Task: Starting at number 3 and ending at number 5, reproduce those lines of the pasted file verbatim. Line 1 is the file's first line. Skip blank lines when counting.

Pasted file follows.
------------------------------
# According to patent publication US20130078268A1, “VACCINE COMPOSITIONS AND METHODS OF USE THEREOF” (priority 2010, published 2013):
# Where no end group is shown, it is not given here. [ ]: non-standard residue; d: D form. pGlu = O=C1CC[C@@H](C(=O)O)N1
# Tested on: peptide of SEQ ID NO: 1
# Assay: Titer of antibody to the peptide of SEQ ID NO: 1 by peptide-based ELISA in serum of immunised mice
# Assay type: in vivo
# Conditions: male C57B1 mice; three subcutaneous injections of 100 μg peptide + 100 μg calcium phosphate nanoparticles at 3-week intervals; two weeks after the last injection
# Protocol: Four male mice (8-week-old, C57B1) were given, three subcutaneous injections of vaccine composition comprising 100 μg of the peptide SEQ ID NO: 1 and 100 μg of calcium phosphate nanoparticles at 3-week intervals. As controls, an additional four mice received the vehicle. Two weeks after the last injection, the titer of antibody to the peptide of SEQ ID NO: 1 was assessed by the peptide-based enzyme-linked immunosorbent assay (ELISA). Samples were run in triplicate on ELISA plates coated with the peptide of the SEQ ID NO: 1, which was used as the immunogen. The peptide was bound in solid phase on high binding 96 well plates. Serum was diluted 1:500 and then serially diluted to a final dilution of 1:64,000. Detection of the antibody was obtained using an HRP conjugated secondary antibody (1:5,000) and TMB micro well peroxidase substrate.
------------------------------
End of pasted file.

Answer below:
# Tested on: peptide of SEQ ID NO: 1
# Assay: Titer of antibody to the peptide of SEQ ID NO: 1 by peptide-based ELISA in serum of immunised mice
# Assay type: in vivo